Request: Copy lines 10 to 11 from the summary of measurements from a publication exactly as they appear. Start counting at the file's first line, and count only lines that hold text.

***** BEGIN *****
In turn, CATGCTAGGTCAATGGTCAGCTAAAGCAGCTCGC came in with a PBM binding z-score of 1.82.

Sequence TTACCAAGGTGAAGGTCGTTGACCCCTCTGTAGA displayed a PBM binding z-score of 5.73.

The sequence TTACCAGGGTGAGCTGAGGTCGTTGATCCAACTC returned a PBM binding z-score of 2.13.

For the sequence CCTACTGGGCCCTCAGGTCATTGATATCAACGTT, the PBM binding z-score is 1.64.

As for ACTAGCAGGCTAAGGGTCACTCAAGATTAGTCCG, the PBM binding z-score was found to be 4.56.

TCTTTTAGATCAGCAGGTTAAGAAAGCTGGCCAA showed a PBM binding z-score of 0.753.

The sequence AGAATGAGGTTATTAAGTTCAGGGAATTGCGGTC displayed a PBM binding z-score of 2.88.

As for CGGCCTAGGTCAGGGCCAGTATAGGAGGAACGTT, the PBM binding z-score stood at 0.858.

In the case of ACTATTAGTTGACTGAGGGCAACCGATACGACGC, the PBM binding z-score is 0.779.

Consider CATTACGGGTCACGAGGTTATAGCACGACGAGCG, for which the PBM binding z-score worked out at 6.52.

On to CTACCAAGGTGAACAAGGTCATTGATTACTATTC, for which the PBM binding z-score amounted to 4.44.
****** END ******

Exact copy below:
Consider CATTACGGGTCACGAGGTTATAGCACGACGAGCG, for which the PBM binding z-score worked out at 6.52.

On to CTACCAAGGTGAACAAGGTCATTGATTACTATTC, for which the PBM binding z-score amounted to 4.44.